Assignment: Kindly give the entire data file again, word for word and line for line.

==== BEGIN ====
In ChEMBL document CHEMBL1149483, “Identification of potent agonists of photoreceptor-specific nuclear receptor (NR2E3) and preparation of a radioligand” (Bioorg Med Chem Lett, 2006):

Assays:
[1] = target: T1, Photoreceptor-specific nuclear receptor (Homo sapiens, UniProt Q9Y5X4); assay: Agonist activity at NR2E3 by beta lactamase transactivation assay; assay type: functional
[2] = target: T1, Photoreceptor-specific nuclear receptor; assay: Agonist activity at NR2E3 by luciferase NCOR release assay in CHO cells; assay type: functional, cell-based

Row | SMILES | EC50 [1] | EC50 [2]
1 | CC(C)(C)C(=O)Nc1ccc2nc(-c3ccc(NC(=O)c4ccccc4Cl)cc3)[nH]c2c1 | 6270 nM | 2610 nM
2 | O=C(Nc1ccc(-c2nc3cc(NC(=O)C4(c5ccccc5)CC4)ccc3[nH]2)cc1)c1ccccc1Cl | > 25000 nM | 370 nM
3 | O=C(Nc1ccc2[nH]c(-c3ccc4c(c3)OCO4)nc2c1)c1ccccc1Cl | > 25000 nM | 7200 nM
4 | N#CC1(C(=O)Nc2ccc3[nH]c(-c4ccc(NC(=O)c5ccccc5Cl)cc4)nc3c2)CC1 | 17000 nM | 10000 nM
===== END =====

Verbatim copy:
In ChEMBL document CHEMBL1149483, “Identification of potent agonists of photoreceptor-specific nuclear receptor (NR2E3) and preparation of a radioligand” (Bioorg Med Chem Lett, 2006):

Assays:
[1] = target: T1, Photoreceptor-specific nuclear receptor (Homo sapiens, UniProt Q9Y5X4); assay: Agonist activity at NR2E3 by beta lactamase transactivation assay; assay type: functional
[2] = target: T1, Photoreceptor-specific nuclear receptor; assay: Agonist activity at NR2E3 by luciferase NCOR release assay in CHO cells; assay type: functional, cell-based

Row | SMILES | EC50 [1] | EC50 [2]
1 | CC(C)(C)C(=O)Nc1ccc2nc(-c3ccc(NC(=O)c4ccccc4Cl)cc3)[nH]c2c1 | 6270 nM | 2610 nM
2 | O=C(Nc1ccc(-c2nc3cc(NC(=O)C4(c5ccccc5)CC4)ccc3[nH]2)cc1)c1ccccc1Cl | > 25000 nM | 370 nM
3 | O=C(Nc1ccc2[nH]c(-c3ccc4c(c3)OCO4)nc2c1)c1ccccc1Cl | > 25000 nM | 7200 nM
4 | N#CC1(C(=O)Nc2ccc3[nH]c(-c4ccc(NC(=O)c5ccccc5Cl)cc4)nc3c2)CC1 | 17000 nM | 10000 nM